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Tuesday Aug 26, 2014

Bringing You Up To Date: New Information on Previous Posts

It's been a little more than two months since the AAFP launched this blog to provide members with timely information on health policy matters and what the Academy is doing on your behalf to address those issues. This edition of In the Trenches will take a look back at our initial posts and provide updates on the work we have conducted, relevant new tools and resources that are available, the advocacy wins we have secured and ways that we can collaborate to improve our ailing health care system.

Direct Primary Care
In our first blog, we introduced you to the AAFP’s work on direct primary care. This work continues, and the AAFP will offer three practice development programs on DPC this fall and winter. The first program will be held Nov. 8 in Tempe, Ariz.; followed by programs on Jan. 10 in New Castle, Del.; and Feb. 25 in Atlanta. You can learn more about these programs and register on the AAFP website.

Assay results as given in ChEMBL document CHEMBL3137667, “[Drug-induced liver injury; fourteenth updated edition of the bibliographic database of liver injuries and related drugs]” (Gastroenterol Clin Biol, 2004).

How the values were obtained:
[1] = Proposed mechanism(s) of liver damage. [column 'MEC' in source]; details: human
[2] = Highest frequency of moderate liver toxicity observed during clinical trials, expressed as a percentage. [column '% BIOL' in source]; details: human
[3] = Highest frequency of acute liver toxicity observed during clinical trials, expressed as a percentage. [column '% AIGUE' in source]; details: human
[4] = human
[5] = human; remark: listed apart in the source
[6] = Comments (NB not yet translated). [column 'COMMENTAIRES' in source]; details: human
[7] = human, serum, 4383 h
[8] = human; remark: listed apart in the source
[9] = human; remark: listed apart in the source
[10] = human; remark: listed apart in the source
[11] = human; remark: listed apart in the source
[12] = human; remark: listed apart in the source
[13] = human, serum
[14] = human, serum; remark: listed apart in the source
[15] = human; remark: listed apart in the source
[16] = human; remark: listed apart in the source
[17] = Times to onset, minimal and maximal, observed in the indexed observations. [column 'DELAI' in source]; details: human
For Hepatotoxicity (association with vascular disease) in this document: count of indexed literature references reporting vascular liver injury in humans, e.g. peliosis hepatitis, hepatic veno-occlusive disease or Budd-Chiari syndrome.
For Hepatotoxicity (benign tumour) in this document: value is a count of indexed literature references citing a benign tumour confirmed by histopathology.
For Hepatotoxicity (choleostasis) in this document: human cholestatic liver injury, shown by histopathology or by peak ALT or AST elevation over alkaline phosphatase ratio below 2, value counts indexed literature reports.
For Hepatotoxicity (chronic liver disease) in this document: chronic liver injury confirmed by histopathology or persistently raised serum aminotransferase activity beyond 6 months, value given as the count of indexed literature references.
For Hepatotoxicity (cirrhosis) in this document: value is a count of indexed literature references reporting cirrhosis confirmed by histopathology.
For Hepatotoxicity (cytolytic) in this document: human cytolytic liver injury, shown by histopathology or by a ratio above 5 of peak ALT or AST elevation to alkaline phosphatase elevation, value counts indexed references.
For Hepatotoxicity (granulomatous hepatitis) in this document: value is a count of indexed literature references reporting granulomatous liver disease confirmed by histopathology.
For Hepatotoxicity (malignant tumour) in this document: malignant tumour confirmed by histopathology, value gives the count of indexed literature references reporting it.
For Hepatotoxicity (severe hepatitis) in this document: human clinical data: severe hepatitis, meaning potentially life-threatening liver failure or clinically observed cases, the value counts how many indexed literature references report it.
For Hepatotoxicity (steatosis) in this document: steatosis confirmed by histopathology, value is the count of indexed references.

Medicaid Parity Payment
On July 1, we discussed the work AAFP is doing to extend the Medicaid parity payment policy  established by Section 1202 of the Patient Protection and Affordable Care Act. Those efforts are producing results. On July 30, Sens. Sherrod Brown, D-Ohio, and Patty Murray, D-Wash., introduced the Ensuring Access to Primary Care for Women and Children Act (S. 2694), legislation that would extend the payment policy for two years.

The AAFP supports this legislation and has communicated our support in a letter. We are engaged in an active grassroots campaign to build support for this legislation, and we could use your help. During the Labor Day weekend, please take a few minutes to Speak Out and send a letter to your senators urging them to support S. 2694.  Ask your colleagues to do the same.

Veterans Affairs